Essay by PaperNerd ContributorHigh School, 11th grade July 2001

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The Ambiguity Use of Symbolism in "The Scarlet Letter" Nathaniel Hawthorne's novel, The Scarlett Letter, uses a lot of symbolism in the story that represents several meanings within the context of the story. Hawthorne uses symbolism to add greater meaning to the story. Objects such as the prison, rosebush, scaffold, meteor, forest, brook, and little Pearl are all important symbols in Hawthorne's novel. The most obvious and principal symbol in the novel is the scarlet letter "A", which has several meanings. Each symbol has a special significance that reveals a secret, the theme of the story and it also resembles the character's personality.

The author opens his story with the description of the prison and the prison door. The prison is described as an "ugly edifice" and as the "black flower of civilized society" (1131). The prison is a symbol of loneliness and estrangement from the rest of the world.

This "foreshadows the life that Hester will lead" even after she is released from prison. Hester lives in a "prison of alienation". She moves away from the town, but remains near. She lives a secluded life on the outskirts of the town. Hester alienates herself from the rest of the town people and tries to avoid any contact with them because they see her as the "black flower" of their society. The prison may also represent the outcome of punishment from unconfessed sin. Reverend Dimmesdale lives in a prison of guilt and remorse because he does not have the courage to confess his sin to the people. This imprisonment of unconfessed sin deteriorates his health and peace with God. Chillingworth, Hester's husband, also imprisons himself by his vengeance on little Pearl's father. He is enslaved to torture and torment Dimmesdale. Throughout the novel the reader can see that his intent of revenge changes his appearance and makes him loose his reason.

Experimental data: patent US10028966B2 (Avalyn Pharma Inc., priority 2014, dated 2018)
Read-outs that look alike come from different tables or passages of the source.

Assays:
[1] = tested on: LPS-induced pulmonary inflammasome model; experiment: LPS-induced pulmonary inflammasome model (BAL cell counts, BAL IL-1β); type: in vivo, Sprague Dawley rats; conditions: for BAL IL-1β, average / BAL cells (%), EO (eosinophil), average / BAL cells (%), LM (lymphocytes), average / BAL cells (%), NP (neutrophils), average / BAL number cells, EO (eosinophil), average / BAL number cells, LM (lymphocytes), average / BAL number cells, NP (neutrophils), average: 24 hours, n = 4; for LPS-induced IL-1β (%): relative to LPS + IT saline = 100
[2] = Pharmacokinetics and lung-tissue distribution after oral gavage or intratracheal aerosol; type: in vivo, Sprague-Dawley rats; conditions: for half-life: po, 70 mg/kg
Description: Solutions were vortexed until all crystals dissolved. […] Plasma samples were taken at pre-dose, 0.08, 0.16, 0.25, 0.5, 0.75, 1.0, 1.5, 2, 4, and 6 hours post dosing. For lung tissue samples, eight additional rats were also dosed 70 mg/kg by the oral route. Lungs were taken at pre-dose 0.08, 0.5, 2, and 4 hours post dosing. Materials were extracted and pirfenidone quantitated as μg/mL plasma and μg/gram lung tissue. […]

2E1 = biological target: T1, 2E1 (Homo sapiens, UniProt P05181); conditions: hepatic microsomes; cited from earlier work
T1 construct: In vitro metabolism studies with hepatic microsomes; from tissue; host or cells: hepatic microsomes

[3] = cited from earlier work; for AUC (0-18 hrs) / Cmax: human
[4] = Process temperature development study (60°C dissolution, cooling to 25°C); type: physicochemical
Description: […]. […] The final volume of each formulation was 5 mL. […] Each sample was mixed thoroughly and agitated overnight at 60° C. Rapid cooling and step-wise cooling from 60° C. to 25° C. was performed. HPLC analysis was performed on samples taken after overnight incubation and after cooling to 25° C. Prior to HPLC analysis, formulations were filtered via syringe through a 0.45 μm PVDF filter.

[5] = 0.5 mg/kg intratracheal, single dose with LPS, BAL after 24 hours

As stated before, Hawthorne opens the chapter by introducing the significance of the prison that opens the "tale of human frailty and sorrow". However, he also includes a wild rosebush that with its charm gives a "fragrance and fragile beauty to the prisoner" (Hawthorne 1131). The wild rosebush symbolizes the "sweet and moral blossom" of the story. Its beauty surpasses all that is around it and its color gives life to the ugliness of the prison. It may represent that despite the tragic tale of Hester, God might have some pity on her and her child. The rosebush can also symbolize the scarlet letter on Hester's bosom. Hester has to wear this letter as a sign of her sin. Hester transforms this plain letter into an elaborately gold embroidered A. The more she garnishes the letter with gold thread, the less the people notice it. As the years pass by, the letter that once stood for adultery, seems to have changed its meaning and is no longer seen as a sign of sin, but as a sign of a person in goodness and loveliness.